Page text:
FAQs > GHG Data and Publication > Q805. What factors could have influenced trends in GHGs associated with natural gas supply?
Skip to end of metadata
Go to start of metadata

Q805. What factors could have influenced trends in GHGs associated with natural gas supply?

A805. In general, the CO2 associated with natural gas supplied by local distribution companies (LDCs) varies due to fluctuations in weather, the relative price of natural gas compared to other fuels and the prevailing economic conditions. The annual CO2 reported for natural gas supply has ranged between a low of 709 million metric tons (MMT) in 2012 and a high of 815 MMT in 2018. The 2018 emissions were higher than previous years primarily because of the continued economic growth and a warmer than normal summer that resulted in higher electricity usage for air conditioning.[1]

The reported CO2 was also affected by changes in the default emission factor. The default emission factor for natural gas supplied was revised in 2013 to a value about 1% less than the default emission factor used in years prior to 2013. For an LDC that uses the default emission factors, the total CO2 value reported by in 2013 and subsequent years is 1% lower than would have been reported if the emission factor had not been updated. Since many LDCs use emission factors developed using their own data, the overall impact on CO2 for the sector is small, with the total CO2 for the sector being lower for 2013 and subsequent years than would have been reported if the emission factor had remained unchanged.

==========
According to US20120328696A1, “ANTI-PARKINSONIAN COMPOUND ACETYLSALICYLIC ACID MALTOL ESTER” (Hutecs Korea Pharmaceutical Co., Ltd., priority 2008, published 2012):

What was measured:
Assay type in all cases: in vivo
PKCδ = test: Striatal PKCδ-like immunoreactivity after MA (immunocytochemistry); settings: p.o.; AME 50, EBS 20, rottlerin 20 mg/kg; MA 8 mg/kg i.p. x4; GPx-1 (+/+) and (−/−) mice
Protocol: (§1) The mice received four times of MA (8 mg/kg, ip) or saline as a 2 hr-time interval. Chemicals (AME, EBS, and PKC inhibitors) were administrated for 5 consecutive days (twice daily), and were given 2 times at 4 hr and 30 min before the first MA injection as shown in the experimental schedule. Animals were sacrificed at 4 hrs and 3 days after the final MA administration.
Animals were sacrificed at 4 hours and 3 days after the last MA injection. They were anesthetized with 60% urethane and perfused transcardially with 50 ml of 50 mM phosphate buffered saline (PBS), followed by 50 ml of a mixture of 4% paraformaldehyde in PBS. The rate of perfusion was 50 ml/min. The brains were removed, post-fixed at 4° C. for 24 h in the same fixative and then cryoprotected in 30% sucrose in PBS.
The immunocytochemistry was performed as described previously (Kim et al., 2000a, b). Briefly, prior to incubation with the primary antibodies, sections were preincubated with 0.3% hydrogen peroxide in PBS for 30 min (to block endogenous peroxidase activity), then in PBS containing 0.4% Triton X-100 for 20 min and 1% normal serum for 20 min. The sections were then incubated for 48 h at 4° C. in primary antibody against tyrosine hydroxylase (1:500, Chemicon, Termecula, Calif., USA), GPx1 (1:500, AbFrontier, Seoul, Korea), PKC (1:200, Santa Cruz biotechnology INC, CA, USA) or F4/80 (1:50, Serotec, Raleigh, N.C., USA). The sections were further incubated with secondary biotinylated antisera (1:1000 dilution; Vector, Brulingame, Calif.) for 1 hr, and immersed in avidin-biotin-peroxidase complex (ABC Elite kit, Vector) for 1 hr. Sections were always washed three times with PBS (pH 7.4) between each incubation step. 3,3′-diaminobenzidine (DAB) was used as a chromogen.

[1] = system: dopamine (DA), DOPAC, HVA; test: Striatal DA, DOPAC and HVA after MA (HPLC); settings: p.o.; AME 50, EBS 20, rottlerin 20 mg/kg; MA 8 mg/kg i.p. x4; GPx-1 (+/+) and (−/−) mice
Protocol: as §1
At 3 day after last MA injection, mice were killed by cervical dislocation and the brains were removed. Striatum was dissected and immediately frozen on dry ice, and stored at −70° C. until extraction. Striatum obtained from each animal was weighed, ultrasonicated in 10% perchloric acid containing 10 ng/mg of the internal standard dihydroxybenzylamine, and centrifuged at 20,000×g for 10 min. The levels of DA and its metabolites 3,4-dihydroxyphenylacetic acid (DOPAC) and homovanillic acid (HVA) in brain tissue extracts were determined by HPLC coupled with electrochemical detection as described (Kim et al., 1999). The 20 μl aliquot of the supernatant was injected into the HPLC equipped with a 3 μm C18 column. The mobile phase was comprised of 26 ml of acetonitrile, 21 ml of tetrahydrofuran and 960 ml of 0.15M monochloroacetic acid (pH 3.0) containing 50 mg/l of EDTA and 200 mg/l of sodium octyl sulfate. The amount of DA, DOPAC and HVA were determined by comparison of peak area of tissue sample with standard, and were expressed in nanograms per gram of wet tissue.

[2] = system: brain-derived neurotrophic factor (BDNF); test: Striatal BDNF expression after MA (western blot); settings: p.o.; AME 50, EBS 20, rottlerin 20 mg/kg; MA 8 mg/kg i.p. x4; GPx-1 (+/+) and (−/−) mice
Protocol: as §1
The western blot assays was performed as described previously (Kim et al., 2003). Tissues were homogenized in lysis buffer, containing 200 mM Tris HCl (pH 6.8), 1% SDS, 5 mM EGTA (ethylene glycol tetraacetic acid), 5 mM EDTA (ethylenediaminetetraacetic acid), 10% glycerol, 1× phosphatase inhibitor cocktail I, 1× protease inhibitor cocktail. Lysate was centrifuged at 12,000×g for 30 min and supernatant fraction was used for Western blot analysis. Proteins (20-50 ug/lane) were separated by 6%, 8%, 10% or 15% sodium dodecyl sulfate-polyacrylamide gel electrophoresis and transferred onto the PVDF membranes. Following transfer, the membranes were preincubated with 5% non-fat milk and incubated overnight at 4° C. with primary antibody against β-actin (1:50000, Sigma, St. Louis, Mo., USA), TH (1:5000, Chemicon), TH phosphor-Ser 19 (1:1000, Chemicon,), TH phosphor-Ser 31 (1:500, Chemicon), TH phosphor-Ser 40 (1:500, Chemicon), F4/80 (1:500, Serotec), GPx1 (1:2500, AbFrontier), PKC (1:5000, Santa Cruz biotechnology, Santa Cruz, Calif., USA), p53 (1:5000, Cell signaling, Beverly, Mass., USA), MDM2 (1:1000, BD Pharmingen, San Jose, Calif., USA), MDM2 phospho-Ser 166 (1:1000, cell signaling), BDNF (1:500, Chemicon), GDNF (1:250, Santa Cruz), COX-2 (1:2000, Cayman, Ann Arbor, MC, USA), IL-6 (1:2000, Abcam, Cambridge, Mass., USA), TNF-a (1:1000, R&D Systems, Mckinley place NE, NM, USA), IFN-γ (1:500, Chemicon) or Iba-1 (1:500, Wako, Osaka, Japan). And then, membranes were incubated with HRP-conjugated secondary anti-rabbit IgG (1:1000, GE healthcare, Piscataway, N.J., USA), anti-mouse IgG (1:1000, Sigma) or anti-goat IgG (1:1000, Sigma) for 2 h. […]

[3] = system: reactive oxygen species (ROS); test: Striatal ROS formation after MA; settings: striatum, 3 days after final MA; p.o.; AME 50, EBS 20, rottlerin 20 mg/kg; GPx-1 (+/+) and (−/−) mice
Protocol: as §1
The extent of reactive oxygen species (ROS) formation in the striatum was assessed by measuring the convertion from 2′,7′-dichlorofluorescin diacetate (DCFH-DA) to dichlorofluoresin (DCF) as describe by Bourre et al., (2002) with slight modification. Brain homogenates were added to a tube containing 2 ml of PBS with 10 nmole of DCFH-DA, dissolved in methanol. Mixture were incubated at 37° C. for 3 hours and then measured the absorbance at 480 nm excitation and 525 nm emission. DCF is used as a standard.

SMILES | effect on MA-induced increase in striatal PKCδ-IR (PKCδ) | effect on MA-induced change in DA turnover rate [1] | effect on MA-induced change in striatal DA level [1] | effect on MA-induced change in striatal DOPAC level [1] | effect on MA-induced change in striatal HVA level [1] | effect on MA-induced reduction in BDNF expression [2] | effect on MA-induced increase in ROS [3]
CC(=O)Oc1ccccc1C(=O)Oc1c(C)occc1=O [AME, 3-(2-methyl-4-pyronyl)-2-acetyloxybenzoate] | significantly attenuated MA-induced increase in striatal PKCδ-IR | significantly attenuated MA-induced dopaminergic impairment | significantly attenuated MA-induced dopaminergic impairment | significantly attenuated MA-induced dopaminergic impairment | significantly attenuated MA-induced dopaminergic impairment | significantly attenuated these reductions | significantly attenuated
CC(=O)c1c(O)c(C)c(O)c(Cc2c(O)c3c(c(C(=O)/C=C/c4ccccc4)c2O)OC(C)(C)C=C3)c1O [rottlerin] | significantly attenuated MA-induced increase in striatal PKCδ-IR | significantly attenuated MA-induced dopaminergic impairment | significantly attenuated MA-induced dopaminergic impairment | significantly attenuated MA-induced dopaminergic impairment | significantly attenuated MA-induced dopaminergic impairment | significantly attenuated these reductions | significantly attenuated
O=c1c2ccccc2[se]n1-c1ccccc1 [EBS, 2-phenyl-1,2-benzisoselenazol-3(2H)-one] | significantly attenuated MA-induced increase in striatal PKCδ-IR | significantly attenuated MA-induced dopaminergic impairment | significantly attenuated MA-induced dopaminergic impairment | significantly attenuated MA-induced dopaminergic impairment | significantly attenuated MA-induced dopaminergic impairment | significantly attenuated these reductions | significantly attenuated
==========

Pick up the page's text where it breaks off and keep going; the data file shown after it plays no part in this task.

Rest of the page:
[1]     U.S. Department of Energy, Today in Energy, U.S. Energy-Related CO2 Emissions Increased in 2018 But Will Likely Fall in 2019 and 2020, January 28, 2019. Available at: https://www.eia.gov/todayinenergy/detail.php?id=38133.


Updated on

This web site is maintained by a contractor to the U.S. Environmental Protection Agency (RY2019.R.01)